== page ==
This has quickly become one of my favorite places in Sultanahmet, Istanbul, Turkey.
I happened upon this fantastic place when I was strolling out of the Hagia Sofia (Aya Sofya) one day on my way to the Grand Bazaar. It amazed & enchanted me, and I continue to visit this lovely, mysterious place every single time I visit Istanbul.
The first time I entered Basilica Cistern (Yerebatan Sarnic) it was very quiet, before many people had arrived for the day. I was immediately entranced. The low, lilting sounds of the soft music, people’s muted voices, along with the dimly lit walkways simply enhance the visitor experience
The Basilica Cistern, built in 532 A.D., is Istanbul’s largest covered reservoir, and once supplied water to nearby palaces such as the Topkapi Palace and the Great Palace of Constantinople.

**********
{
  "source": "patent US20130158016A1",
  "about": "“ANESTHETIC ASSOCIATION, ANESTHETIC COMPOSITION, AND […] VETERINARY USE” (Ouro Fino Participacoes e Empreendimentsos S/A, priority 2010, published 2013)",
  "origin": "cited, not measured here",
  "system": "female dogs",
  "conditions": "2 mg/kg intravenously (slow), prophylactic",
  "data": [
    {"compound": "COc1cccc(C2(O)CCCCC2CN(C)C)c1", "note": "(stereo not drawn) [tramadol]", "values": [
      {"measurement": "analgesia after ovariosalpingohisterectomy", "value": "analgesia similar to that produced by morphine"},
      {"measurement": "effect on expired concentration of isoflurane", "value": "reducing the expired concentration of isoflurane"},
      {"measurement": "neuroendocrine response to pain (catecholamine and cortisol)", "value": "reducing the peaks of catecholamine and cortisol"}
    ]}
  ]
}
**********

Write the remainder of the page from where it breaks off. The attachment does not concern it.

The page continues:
The Basilica Cistern is also known as the “Sunken Palace,” and was supplied with water flowing from forests in Belgrade, Serbia, to an excess of 100,000 tons. Inside the Cistern there are a total of 336 columns, in 12 rows of 28 columns.
1) The Peacock Column is supposedly a surviving column from the Arch of Theodosius
2) Medusa Columns: There are also the two columns located at the very end of the Basilica Cistern, whose bases are formed in the shape of the Medusa Head (a female monster from Greek mythology with hair made of snakes. Tales imply to look at her would turn you into stone.)
The Medusa upside down head is found on the base of one column and next to it is another Medusa head laid on its side. Stories abound as to why her head was placed upside down, but many believe that it was done to ward off evil spirits.
I highly recommend a stop by the Basilica Cistern (Yerebatan Sarnic) if you are looking for interesting things to do in Istanbul.
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